Biomedical entity linking (BEL) is the task of grounding entity mentions to a knowledge base (KB). It plays a vital role in information extraction pipelines for the life sciences literature. We review recent work in the field and find that, as the task is absent from existing benchmarks for biomedical text mining, different studies adopt different experimental setups making comparisons based on published numbers problematic. Furthermore, neural systems are tested primarily on instances linked to the broad coverage KB UMLS, leaving their performance to more specialized ones, e.g. genes or variants, understudied.


We therefore developed BELB, a biomedical entity linking benchmark, providing access in a unified format to 11 corpora linked to 7 KBs and spanning six entity types: gene, disease, chemical, species, cell line, and variant. BELB greatly reduces preprocessing overhead in testing BEL systems on multiple corpora offering a standardized testbed for reproducible experiments. Using BELB, we perform an extensive evaluation of six rule-based entity-specific systems and three recent neural approaches leveraging pre-trained language models. Our results reveal a mixed picture showing that neural approaches fail to perform consistently across entity types, highlighting the need of further studies towards entity-agnostic models.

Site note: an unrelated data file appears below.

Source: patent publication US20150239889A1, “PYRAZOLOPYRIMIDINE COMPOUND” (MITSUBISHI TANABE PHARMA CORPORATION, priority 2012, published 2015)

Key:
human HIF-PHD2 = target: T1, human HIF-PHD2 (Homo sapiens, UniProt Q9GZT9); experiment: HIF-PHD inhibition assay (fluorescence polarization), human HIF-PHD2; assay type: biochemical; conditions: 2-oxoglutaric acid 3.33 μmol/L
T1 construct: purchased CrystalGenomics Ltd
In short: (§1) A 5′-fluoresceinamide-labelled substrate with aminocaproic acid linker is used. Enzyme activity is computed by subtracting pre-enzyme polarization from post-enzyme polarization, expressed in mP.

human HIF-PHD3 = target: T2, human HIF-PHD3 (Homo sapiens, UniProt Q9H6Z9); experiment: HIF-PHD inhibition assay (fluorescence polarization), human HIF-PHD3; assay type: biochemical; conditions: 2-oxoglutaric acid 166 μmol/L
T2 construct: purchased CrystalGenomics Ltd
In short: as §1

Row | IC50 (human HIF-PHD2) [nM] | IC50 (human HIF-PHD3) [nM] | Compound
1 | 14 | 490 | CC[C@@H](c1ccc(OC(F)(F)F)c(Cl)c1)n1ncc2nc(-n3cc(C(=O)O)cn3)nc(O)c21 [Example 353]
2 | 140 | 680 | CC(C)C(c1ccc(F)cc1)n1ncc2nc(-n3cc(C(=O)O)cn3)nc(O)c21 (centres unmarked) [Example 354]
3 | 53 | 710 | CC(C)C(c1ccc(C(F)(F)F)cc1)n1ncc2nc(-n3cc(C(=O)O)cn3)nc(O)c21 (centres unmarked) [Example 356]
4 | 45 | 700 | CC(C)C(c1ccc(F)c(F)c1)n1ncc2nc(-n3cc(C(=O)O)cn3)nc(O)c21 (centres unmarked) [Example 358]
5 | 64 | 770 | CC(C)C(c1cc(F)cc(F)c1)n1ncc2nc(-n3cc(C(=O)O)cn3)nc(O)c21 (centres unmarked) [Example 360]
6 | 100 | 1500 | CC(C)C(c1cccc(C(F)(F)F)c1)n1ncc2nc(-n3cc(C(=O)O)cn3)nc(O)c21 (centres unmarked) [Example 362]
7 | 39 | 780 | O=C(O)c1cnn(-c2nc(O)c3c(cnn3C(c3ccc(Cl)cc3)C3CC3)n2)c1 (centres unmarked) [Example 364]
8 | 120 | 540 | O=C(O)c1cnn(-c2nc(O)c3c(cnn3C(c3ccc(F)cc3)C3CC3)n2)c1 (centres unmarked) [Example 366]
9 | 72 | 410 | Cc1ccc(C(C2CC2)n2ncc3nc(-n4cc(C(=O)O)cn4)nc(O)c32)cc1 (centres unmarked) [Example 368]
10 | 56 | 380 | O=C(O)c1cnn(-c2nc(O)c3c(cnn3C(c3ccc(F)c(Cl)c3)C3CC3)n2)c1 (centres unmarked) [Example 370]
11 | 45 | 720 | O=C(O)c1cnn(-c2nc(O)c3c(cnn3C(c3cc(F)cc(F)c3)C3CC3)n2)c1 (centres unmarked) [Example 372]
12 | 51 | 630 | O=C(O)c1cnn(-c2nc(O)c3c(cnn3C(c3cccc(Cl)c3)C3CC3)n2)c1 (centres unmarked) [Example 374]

Availability and implementation

The source code of BELB is available at: The code to reproduce our experiments can be found at:

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